How exercise can support you through the menopause

There are many benefits of exercise during menopause, some of the most important being maintenance of muscle and bone mass. Adam Byrne, Regional Clinical Fitness Lead, explains why strength training is particularly helpful and provides some example exercises and tips for performing them.

Exercise is beneficial for your physical and mental health, no matter what your age – but strength training is especially useful during the menopause and beyond, when the risk of osteoporosis and weight gain is higher.

Building muscle

As you get older, your metabolism tends to slow down – one reason for this is age-related muscle loss (muscle atrophy), due to the body becoming more resistant to normal growth signals.

Muscle burns more calories than fat, so when you don’t preserve muscle, you’re more likely to put on weight – which can lead to forms of arthritis, among other health conditions. However you can help avoid this through physical activity.

Your exercise routine should include a mix of cardio and strength training, which can help to burn fat, even while resting, avoiding menopausal weight gain.

Strengthening bones

Since your estrogen levels drop as a result of the menopause, your risk of osteoporosis increases. This is because estrogen is needed to help produce and protect your bones.

Again, strength training is especially vital – not only does this form of exercise strengthen your muscles, it’s also been shown to increase bone density, helping to reduce the risk of fractures from weak bones.

Exercises that help build muscle and bone density

Below are the different forms exercise you can do – it’s a good idea to include a variety of different types in your exercise routine to reap the benefits each, as well as to keep things interesting.

If you aren’t regularly active, start with two to three days of exercise a week at 30 minutes a session and gradually build your time up to 45–60 minutes per session.

Make sure you warm up and stretch before any form of activity to prepare your body for exercise and reduce the risk of injury.

Strength/resistance training

Strength training includes lifting free weights and using machine weights, while resistance training can include TRX (total body resistance exercise) suspension training, using gym bands, and bodyweight exercises. Read on to learn more about some key strength training exercises and how to perform them.

High-impact cardio

Jogging, dancing, tennis and football are great forms of aerobic exercise for individuals who don’t have osteoporosis or low bone density.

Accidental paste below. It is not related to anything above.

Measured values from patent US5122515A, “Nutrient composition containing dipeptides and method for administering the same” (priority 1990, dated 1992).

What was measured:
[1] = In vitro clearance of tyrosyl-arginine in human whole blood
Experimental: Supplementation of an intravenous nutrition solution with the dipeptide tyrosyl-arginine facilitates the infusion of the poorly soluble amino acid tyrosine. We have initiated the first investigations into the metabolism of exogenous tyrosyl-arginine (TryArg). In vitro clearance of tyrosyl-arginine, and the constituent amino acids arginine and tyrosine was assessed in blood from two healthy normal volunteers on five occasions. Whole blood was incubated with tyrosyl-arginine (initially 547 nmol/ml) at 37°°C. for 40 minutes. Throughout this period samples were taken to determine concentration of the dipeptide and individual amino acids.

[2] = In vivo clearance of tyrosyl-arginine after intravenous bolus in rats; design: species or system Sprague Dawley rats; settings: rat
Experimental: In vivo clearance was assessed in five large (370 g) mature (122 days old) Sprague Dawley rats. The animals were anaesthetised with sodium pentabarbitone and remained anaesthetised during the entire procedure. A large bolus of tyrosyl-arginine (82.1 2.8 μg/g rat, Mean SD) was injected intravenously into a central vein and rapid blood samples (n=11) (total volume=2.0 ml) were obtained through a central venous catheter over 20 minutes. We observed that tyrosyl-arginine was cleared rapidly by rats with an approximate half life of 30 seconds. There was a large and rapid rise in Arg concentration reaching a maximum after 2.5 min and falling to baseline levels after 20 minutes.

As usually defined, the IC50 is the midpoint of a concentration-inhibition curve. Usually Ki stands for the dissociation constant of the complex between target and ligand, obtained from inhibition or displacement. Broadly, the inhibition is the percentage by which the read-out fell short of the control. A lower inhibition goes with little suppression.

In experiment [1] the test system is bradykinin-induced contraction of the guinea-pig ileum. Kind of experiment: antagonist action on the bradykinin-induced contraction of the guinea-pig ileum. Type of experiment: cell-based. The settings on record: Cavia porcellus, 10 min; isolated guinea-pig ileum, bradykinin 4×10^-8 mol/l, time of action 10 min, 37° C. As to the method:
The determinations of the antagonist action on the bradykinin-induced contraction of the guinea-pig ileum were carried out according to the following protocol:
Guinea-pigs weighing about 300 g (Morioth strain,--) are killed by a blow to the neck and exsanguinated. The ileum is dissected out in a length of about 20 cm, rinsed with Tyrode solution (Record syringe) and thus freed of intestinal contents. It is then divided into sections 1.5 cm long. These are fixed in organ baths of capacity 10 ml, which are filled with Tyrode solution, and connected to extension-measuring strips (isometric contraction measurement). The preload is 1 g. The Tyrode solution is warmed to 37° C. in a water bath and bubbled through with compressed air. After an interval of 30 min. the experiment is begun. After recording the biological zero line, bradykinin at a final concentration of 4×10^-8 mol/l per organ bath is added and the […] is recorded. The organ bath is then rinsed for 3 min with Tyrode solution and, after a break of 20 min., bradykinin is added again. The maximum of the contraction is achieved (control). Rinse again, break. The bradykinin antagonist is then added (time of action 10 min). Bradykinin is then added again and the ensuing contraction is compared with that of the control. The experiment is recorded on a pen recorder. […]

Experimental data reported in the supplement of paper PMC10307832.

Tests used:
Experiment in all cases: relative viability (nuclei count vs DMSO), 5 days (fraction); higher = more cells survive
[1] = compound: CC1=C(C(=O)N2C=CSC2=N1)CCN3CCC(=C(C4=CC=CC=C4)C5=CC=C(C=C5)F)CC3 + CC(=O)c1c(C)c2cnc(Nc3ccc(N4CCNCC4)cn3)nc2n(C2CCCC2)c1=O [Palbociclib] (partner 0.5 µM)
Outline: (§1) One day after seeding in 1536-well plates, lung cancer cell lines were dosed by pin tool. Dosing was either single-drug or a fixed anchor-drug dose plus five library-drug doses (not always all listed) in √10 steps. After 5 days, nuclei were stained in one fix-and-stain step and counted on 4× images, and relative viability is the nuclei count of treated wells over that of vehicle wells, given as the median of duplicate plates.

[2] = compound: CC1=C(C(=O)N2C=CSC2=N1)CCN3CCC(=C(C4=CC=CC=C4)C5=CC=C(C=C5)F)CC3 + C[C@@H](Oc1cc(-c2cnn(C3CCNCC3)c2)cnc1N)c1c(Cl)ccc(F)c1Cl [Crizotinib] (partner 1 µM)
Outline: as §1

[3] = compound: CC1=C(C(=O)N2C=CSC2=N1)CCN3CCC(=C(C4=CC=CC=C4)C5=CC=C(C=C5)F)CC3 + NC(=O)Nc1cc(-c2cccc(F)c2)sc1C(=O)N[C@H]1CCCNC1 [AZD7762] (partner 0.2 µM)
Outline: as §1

Low-impact cardio

These exercises are ideal for individuals who can’t perform high-impact aerobic activity. Examples include walking, using the cross trainer and stair machine, and aerobics.

Non-weight-baring exercise

Exercises like swimming, cycling, yoga, Pilates and tai chi should be included every week in your exercise routine. These activities won’t strengthen your muscles and bones as quickly as strength training, but they can help with your posture and controlling your pelvic floor, as well as support your mental health.

Strength training exercises

Aim to perform 3–4 sets of 6–12 reps for each exercise. Remember to start with smaller weights and build up the weight gradually over time.

The squat

This is one of the best exercises to build muscle strength and bone density, while increasing mobility in the hips. To perform it, you can load up a bar on your back, or alternatively you can use a TRX or dumbbells.

Lateral pull-down machine

This is an easy pulling exercise to start with that works the lats, biceps and more. To carry out this exercise, you pull the bar or handles to chin height (not pulling too low) and slowly release it back to the top.

Bench press

This can be done with a dumbbells or a bar. Dumbbells help with stability through the joints, while a bar is ideal for all-round strength – so you can start with lighter dumbbells and work up to the bar. This is a very versatile exercise that recruits a lot of muscle and works the opposite muscles used in the lateral pull-down machine.

Leg press

The leg press challenges the true strength of the lower body, while keeping the back safely against the seat. A lot of weight can be used in the leg press, which in turn preserves and strengthens the muscle.

Seated row

This can be done in a rowing machine and then you can advance to dumbbells or a barbell for a bent-over row. Instead of pulling a bar down from overhead you are pulling a weight towards your body from the front, using different muscles and using more day-to-day muscles to strengthen and preserve bone density.

Shoulder press

The action of pushing a weight over your head improves the muscles that help you get objects from the top shelf at home, and push heavy objects overhead. This exercise can be adapted using dumbbells, elastic gym bands, a bar or even using bodyweight in classes like as yoga i.e. the position downward-facing dog.

If you’re new to exercise or need some extra support

There are professionals on hand such as physiotherapists and personal trainers, who can help you with a personalised exercise plan.

These experts can also provide advice on strength training, and put you at ease if you’re stepping into a gym for the first time in a while or even the first time ever.

Related Video: Strong Upper Body with Zahra

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Last updated Thursday 16 March 2023

First published on Friday 16 September 2022